And then a bear is reported being spotted by Roberts Chrysler-Dodge on Broad St. and there is no reason to believe that it was the same bear.

There was a time that here in Connecticut, “bear” was just a word, and there were no bears or at least bear sightings, but all of that has changed over the years. The same goes for wild turkeys and deer, and yes, even those pooping Canada geese.

Some of the Canada geese, have changed their nomadic ways over the years when they would travel south in huge V’s before winter and then back north to their breeding grounds in the spring of the year. Now they have taken up permanent residence in Connecticut and are called “resident’ or “nuisance” geese. Sad to say, folks like the well-meaning ones who flock to Hubbard Park to feed bread that is very unhealthy for these once wild creatures turning them into domestic beggars.

As for the deer, back in 1896, the first biennial report of the Commission of Fish and Game stated, “There are at least one dozen live wild deer within the boundaries of the state.” From all appearances, it looked like the many new farms had something to do with the increase of the deer because the habitat was changed more to their liking as the deer population continued to grow. Now just about any patch of woods in a suburban area is likely to have some deer in it.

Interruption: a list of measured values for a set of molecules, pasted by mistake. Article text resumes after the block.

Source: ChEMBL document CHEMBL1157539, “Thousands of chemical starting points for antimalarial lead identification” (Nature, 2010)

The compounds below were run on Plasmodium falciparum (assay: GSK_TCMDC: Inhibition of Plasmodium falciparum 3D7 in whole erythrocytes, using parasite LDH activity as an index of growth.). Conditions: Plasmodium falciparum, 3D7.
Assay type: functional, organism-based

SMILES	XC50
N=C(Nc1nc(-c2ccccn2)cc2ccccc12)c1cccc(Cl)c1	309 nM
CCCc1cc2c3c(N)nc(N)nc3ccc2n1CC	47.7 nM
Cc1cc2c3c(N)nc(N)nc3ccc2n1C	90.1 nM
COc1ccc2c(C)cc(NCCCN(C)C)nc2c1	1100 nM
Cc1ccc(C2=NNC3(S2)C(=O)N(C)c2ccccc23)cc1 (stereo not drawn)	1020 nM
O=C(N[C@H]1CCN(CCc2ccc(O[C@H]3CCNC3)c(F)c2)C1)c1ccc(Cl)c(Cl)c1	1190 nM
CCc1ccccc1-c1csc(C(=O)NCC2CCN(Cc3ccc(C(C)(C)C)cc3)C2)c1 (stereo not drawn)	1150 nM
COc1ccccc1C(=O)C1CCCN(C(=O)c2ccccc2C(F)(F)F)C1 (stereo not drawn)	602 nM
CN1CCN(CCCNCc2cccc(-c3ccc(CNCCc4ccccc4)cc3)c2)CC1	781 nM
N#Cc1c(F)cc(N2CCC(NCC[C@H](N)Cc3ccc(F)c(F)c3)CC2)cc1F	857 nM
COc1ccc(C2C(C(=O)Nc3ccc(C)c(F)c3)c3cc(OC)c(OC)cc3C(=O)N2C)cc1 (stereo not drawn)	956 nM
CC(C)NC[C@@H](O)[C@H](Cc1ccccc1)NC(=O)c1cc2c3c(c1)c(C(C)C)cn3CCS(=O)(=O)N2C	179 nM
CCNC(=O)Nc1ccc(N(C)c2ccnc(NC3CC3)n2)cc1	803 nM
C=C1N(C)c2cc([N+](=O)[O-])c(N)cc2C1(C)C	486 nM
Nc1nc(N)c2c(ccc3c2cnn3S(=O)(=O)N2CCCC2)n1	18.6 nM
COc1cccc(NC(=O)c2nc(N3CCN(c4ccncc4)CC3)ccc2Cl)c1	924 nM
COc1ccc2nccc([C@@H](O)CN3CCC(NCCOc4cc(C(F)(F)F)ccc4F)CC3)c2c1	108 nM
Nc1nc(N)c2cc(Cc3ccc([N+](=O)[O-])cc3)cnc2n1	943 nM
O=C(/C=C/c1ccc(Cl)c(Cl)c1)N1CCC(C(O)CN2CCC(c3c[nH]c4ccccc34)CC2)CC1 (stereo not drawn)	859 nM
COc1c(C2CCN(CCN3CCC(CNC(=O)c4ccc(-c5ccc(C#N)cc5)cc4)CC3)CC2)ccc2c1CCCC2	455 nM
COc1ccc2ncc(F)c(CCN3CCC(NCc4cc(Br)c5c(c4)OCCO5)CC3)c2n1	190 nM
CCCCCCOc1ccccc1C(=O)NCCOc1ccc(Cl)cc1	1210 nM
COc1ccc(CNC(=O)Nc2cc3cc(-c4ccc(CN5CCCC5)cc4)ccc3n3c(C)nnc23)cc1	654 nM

Just this past winter after one of the bigger snow storms, I was going down River Road by the Quinnipiac River. On the hillside across from the area of Charlie’s Rock I saw and counted 12 deer trying to feed on whatever they could get off of the hill. I have heard complaints from some of the residents on Diamond Hill in South Meriden of the deer coming right into their yards an eating expensive ornamental plants.

And no one ever expected the wild turkeys to multiply the way they did. It still boggles the mind when you think that the thousands of wild turkeys that now call Connecticut home were the result of the stocking of a small flock back in the 70s up in the northwestern part of Connecticut.

And of course, we now have some moose in Connecticut that have taken up residence. Their number are low enough that they have yet to become a problem, unless you are unfortunate enough to hit one while you are driving.